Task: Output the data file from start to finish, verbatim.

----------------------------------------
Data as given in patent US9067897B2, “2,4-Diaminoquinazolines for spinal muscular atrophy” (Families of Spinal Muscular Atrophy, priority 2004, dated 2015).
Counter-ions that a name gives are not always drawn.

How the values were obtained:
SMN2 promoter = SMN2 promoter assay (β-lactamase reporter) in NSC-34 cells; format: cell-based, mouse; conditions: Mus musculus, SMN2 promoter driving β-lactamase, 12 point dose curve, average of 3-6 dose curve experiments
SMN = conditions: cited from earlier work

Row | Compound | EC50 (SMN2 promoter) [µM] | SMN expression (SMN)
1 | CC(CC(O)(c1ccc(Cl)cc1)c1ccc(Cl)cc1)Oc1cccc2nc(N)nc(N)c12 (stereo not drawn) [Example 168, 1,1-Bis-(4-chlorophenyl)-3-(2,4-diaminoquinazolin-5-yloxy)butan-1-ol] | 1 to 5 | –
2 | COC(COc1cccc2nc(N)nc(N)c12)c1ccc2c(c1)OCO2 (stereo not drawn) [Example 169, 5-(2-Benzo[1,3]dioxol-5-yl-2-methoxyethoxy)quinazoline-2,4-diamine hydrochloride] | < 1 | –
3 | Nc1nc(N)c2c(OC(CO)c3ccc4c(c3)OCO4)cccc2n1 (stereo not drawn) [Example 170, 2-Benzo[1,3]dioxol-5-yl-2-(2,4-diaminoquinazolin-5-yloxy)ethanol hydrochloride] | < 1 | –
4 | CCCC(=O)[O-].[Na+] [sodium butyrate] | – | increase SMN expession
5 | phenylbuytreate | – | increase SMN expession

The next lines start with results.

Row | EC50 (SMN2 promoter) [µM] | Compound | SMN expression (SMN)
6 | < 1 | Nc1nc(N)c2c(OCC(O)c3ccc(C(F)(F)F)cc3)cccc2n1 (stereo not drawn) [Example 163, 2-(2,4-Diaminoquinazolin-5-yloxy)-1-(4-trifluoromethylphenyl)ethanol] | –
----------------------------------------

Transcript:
Data as given in patent US9067897B2, “2,4-Diaminoquinazolines for spinal muscular atrophy” (Families of Spinal Muscular Atrophy, priority 2004, dated 2015).
Counter-ions that a name gives are not always drawn.

How the values were obtained:
SMN2 promoter = SMN2 promoter assay (β-lactamase reporter) in NSC-34 cells; format: cell-based, mouse; conditions: Mus musculus, SMN2 promoter driving β-lactamase, 12 point dose curve, average of 3-6 dose curve experiments
SMN = conditions: cited from earlier work

Row | Compound | EC50 (SMN2 promoter) [µM] | SMN expression (SMN)
1 | CC(CC(O)(c1ccc(Cl)cc1)c1ccc(Cl)cc1)Oc1cccc2nc(N)nc(N)c12 (stereo not drawn) [Example 168, 1,1-Bis-(4-chlorophenyl)-3-(2,4-diaminoquinazolin-5-yloxy)butan-1-ol] | 1 to 5 | –
2 | COC(COc1cccc2nc(N)nc(N)c12)c1ccc2c(c1)OCO2 (stereo not drawn) [Example 169, 5-(2-Benzo[1,3]dioxol-5-yl-2-methoxyethoxy)quinazoline-2,4-diamine hydrochloride] | < 1 | –
3 | Nc1nc(N)c2c(OC(CO)c3ccc4c(c3)OCO4)cccc2n1 (stereo not drawn) [Example 170, 2-Benzo[1,3]dioxol-5-yl-2-(2,4-diaminoquinazolin-5-yloxy)ethanol hydrochloride] | < 1 | –
4 | CCCC(=O)[O-].[Na+] [sodium butyrate] | – | increase SMN expession
5 | phenylbuytreate | – | increase SMN expession

The next lines start with results.

Row | EC50 (SMN2 promoter) [µM] | Compound | SMN expression (SMN)
6 | < 1 | Nc1nc(N)c2c(OCC(O)c3ccc(C(F)(F)F)cc3)cccc2n1 (stereo not drawn) [Example 163, 2-(2,4-Diaminoquinazolin-5-yloxy)-1-(4-trifluoromethylphenyl)ethanol] | –